I want to speak to those of you that are in charge of the hiring and struggle to find that superstar used car manager. The used car manager you need may very well be right under your own roof, and you’re walking right by him or her a dozen times a day.

For whatever misconceived reason, when you need a used car manager, the first thing you want to do is find a used car guru that works someplace else and lure them away.

I don’t have to tell you the challenges of hiring from the outside. I don’t have to, but I will.

1. The person you hire isn’t going to have the same culture that you’ve been working so hard to develop.

2. Their thinking about the used car business isn’t going to necessarily align with yours. That doesn’t mean either of you has it right or wrong. It just means it’s going to be frustrating and more than likely expensive.

3. If you’re running an ad in Automotive News, most of the respondents are going to be from outside your area. I’m not even going to attempt to list all the issues tied to bringing someone in from afar. If you don’t understand those issues then you’ve got a lot more problems than I can help you with.

4. When you hire from the outside you are looking for a miracle worker to fix the mess left from the last miracle worker. Most likely the mess will get bigger. All you’re doing is rinse and repeat.

5. You’re doing nothing to encourage people to want to grow and develop within your organization when you keep going to the outside. You need to promote from within.

The real answer is that you don’t need someone from the outside with a bunch of experience. What you need is to commit to giving someone from within a chance and a whole bunch of your personal time and energy.

What you need is:

1. Someone that’s a young “thinker.”

2. Someone that has high energy.

3. Someone that believes in your culture and store.

4. Someone that’s coachable

.5. Someone that has common sense.

6. Someone that understands technology.

7. Someone that has integrity.

8. Someone that has a strong work ethic.

9. Someone that has good communication skills.

10. Someone that’s hungry.

If you don’t have someone or multiple someones like this in your organization then you need to rethink your organization. That’s all I’m gonna say, Tommy Gibbs

Courage & Leadership

We often read and hear about courage as it applies to heroic acts during war, when people are dealing with pain or dangerous circumstances.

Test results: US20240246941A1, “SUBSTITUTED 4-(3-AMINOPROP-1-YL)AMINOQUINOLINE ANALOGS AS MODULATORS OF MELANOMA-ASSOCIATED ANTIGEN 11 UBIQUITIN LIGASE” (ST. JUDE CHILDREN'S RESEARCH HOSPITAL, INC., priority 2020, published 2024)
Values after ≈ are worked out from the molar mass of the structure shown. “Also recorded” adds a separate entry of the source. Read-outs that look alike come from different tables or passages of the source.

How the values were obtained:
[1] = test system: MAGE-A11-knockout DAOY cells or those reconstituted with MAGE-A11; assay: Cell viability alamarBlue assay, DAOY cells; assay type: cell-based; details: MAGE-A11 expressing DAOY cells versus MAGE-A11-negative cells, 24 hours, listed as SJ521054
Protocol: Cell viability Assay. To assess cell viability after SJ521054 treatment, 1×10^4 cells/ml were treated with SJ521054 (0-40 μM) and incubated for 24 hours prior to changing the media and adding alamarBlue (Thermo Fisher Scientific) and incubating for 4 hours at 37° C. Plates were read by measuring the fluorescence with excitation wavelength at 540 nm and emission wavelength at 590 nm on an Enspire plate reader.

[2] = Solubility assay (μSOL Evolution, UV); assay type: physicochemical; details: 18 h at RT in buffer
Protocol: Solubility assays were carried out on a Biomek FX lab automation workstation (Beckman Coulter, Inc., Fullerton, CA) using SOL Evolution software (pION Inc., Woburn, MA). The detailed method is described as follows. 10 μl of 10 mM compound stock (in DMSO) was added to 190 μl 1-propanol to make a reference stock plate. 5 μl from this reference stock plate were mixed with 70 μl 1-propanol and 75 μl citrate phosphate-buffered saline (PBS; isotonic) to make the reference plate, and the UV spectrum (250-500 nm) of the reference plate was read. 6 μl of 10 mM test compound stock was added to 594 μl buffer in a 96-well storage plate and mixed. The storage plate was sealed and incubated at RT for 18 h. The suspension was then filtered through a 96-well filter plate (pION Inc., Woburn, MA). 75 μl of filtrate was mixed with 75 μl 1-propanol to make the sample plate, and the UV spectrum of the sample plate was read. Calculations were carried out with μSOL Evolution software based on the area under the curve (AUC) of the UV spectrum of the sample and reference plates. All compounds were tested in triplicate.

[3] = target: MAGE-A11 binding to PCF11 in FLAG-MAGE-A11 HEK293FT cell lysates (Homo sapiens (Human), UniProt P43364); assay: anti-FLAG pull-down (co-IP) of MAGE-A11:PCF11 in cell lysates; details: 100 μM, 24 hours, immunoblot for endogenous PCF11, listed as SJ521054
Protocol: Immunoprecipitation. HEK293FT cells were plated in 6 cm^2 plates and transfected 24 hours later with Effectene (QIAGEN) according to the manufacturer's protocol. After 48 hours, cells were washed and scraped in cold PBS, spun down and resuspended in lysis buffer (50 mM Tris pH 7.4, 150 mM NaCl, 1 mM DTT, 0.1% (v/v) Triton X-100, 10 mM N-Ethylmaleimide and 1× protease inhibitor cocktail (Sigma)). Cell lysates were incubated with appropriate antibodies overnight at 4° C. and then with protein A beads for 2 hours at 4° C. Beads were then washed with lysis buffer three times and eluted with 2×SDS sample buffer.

The term is also loosely tossed around in the world of sports. Depending on one’s point of view, those may all very well be true.

I like to think of courage in business and politics in several simple ways:

1. Courage is doing the right thing when it’s easy to do the wrong thing. Courage means taking a stand even when sometimes taking a stand is not the most popular thing. Never forget it’s not about who is right, but what is right.

2. Courage is about changing direction when your decisions are less than perfect. That means saying, “I got it wrong, let’s go in another direction.” You’re not always going to get it right.

3. Courage is having enough sense to listen to those around you and be able to separate bull shit/self-interest that some people have toward self-serving goals. Courage is standing up to such nonsense and doing the right thing.

4. Courage is the willingness to stick your head above the fence once in a while knowing full well someone’s going to throw a rotten tomato in your face. It’s a willingness to try something different. It’s a willingness to get out of your comfort zone. It’s a willingness to accept harsh criticism.

Sometimes I tell you stuff that I know you’re not going to like. Sometimes I poke my head above the fence and sometimes you throw a rotten tomato at me.

If nothing else, I’ll help you improve your aim.

That’s all I’m gonna say. Tommy Gibbs.

The Green New Deal

For years now many of you have been in denial about what the new green deal is all about. Some of us have been cheering it on loud and clear, but still, many just don’t “get it.” You have fought it and fought it, and told those of us who cheered it on that we were stupid, we’re idiots, and it will never fly.

Then the pandemic hit and you were like, “Hey, charging full window sticker and being a one-price dealer ain’t so bad.”

You have finally come around and said, “All this green cash going in my pocket is pretty cool.” Some of you have even become a little humble and said, “Man, I wish we had done this long ago,” or “I hope we never go back to the old way again.

Have you ever made this much money on new cars? No

Have you ever made this much money on used cars? No

Have you ever made this much money in F&I? No

Have your CSI scores ever been better? No